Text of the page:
How to help your relationship survive Christmas!
Written by listed counsellor/psychotherapist: Eugene Gallagher BSc (Hons), MBA, MA, MBACP (Accredited)
4th December, 20170 Comments
The demand for relationship counselling has three main peaks in the year – after summer holidays, after Valentine’s Day and after Christmas. All three of these may signal that not all is well with a relationship based on how we believe the experience should be. However, this can also be sparked when our expectations may be based on an idealised view rather than an objective assessment of what is really going on.
Christmas for many of us is a special time of year when we get together with family and enjoy a few days of celebration but, increasingly for some, Christmas becomes an endurance sport where too much is eaten, drunk and spent putting strain on relationships. Added to this can be in-laws visiting, and for some couples negotiating between competing Christmas traditions brought to the relationship from their families or previous long-term relationships. Finally, our TV screens bombard us with idealised images of perfectly cooked food, large happy families and of course lots of beautiful crisp snow.
The harsh reality for the vast majority of us is that we can’t hope to match this idealised Christmas. I still feel disappointed on Christmas day when it hasn’t snowed, but then again I have never experienced a white Christmas in the UK, but can remember a particularly hard frost on the 26th December one year and thinking “if only”. This in a small way highlights the unrealistic expectations we build up around Christmas. The following points below are offered here to help you and your partner embrace a grounded Christmas:
1. Budgeting – the pressure to have “the perfect Christmas” leads many to load debt onto credit cards with the view they will deal with that in the New Year. However, longer term this creates more issues and tension can begin to rise as one partner becomes uncomfortable about how much is being spent and arguments escalate. Setting a budget that you both agree to and your finances can cope with, can help you both feel a sense of control and clear view of what you can afford.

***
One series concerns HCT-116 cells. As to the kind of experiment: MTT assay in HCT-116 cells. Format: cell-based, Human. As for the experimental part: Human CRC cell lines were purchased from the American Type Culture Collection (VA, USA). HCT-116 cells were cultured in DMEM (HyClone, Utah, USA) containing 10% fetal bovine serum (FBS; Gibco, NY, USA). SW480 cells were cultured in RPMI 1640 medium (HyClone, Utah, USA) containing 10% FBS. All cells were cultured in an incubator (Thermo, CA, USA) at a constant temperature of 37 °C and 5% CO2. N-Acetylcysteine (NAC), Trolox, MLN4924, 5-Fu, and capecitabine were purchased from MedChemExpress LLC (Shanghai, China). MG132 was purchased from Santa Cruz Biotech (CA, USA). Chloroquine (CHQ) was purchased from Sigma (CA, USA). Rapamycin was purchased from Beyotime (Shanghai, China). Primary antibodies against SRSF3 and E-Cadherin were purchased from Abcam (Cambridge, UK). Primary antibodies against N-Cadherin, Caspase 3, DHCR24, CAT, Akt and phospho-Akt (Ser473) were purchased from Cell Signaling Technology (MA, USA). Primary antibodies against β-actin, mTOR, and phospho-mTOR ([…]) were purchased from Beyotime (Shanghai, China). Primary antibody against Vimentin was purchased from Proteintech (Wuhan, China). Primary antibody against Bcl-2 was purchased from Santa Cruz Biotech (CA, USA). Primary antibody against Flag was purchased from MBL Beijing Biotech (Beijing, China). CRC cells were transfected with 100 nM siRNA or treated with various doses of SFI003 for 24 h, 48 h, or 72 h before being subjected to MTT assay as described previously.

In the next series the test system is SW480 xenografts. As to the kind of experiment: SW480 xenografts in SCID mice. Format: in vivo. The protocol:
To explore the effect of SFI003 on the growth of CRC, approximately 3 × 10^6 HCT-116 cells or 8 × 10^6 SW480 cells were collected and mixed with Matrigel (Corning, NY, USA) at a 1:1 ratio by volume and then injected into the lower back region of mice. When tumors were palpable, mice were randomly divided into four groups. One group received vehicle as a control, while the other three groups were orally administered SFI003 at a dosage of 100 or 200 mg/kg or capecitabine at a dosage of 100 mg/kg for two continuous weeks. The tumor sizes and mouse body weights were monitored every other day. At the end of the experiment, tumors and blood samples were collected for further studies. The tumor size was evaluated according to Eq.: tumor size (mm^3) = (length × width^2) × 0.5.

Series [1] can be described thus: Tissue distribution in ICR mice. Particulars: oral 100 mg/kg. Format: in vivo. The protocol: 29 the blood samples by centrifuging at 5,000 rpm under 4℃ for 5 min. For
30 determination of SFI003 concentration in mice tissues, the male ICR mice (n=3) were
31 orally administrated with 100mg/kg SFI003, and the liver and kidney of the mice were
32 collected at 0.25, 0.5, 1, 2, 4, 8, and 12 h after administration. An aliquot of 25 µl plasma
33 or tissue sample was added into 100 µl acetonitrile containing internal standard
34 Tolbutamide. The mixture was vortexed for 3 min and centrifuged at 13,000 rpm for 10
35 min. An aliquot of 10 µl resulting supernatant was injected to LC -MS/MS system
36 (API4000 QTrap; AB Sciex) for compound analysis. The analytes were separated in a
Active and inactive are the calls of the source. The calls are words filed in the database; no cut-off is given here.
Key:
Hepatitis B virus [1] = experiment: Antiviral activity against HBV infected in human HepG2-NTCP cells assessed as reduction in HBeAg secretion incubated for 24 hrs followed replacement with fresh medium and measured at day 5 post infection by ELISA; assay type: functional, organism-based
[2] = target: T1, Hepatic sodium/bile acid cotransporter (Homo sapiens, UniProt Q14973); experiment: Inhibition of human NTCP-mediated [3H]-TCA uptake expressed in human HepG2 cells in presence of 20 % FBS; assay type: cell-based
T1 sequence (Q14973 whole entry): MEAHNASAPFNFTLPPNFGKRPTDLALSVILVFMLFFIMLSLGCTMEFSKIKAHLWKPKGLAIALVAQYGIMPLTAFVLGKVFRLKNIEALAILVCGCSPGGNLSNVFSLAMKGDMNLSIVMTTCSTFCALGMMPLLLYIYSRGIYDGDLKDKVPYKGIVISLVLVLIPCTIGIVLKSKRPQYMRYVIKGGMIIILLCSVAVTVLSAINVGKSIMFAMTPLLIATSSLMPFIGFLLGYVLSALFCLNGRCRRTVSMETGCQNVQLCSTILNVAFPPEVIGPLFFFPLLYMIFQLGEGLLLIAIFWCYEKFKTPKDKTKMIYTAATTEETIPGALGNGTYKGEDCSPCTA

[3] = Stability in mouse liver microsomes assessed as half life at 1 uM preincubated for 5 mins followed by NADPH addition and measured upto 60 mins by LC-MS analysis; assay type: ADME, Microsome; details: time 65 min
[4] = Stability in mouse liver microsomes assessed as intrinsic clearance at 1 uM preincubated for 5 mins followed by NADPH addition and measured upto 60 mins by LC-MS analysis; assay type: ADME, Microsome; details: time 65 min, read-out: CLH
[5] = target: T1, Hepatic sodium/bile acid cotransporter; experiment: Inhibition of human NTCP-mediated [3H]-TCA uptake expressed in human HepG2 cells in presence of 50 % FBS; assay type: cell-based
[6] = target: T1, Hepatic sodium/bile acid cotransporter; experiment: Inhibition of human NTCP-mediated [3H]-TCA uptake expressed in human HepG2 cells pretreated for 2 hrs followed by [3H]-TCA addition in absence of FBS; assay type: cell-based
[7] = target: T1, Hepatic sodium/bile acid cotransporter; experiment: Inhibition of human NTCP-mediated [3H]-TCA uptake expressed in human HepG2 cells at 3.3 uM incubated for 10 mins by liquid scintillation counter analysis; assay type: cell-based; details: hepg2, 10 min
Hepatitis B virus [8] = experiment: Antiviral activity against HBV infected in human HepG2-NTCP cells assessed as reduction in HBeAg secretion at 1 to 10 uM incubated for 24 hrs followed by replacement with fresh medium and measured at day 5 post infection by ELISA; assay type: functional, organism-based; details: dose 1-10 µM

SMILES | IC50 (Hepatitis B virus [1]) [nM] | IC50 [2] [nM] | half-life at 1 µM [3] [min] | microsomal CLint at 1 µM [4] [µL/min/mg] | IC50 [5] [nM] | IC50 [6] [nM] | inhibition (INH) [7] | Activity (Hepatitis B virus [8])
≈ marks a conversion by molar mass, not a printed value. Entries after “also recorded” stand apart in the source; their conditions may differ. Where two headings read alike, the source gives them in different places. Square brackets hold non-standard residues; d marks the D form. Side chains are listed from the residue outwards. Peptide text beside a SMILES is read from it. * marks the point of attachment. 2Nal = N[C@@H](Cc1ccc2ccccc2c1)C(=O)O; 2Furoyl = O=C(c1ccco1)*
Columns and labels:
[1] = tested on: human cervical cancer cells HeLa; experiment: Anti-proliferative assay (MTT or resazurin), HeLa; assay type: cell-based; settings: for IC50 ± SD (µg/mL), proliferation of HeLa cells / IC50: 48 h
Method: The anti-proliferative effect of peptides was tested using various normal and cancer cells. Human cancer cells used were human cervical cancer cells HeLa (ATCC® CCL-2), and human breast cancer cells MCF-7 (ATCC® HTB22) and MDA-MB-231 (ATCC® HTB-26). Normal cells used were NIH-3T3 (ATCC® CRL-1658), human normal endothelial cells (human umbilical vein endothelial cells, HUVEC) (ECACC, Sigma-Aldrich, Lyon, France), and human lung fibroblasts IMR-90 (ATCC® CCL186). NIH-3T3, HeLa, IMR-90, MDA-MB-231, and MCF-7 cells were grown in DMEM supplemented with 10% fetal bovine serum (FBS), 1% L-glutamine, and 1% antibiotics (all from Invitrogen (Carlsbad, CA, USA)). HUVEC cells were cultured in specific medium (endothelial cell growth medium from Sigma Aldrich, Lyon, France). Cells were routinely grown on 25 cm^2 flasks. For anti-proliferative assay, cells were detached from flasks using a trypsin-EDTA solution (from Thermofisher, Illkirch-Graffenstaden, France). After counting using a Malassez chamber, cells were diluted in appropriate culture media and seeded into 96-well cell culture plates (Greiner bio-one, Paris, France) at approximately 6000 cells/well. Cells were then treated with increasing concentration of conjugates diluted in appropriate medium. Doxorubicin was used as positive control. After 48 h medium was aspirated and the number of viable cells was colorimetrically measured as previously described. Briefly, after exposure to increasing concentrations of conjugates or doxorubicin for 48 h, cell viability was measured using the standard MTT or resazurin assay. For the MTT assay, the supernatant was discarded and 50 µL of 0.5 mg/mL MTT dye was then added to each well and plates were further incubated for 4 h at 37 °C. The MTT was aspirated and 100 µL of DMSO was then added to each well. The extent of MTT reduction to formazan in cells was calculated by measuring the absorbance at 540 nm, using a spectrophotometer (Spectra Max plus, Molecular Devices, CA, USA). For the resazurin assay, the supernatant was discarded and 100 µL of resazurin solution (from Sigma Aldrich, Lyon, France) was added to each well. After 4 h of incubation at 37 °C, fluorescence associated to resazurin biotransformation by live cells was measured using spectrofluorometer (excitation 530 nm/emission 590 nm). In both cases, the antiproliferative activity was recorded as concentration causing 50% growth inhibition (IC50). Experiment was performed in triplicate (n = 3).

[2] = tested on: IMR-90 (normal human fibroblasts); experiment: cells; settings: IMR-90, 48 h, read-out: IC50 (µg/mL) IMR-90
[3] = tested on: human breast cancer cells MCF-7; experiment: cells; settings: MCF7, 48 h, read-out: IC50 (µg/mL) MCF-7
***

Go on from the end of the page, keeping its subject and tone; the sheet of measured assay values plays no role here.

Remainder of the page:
2. Manage expectations (yours and others) – be realistic about what Christmas will be like and try not to idealise the day itself. Plan how you will spend the time together and how you will share the workload.
3. Maintain Perspective – Christmas day is just one day – yes it can be a special day but nevertheless like any other day people may be feeling unwell or be out of sorts – people don’t have to feel the way you may believe they should. Like getting married, couples focus a great deal on planning the Wedding day but less time discussing the marriage, being overly focused on one day can lead to driving those unrealistic expectations which may only set you up to fail.
4. Communication – as with all other relationship challenges, communication is key. Being open about how you feel and working together to agree an approach will go along way to understand each other’s perspective and give you both the opportunity to discuss concerns before they become significant issues.
And finally, I wish you all a peaceful and enjoyable Christmas.
About the author
Eugene Gallagher is a relationship therapist and works with individuals, couples and families to resolve relationship-based issues. Eugene has an MA in relationship therapy and is a member of the BACP.
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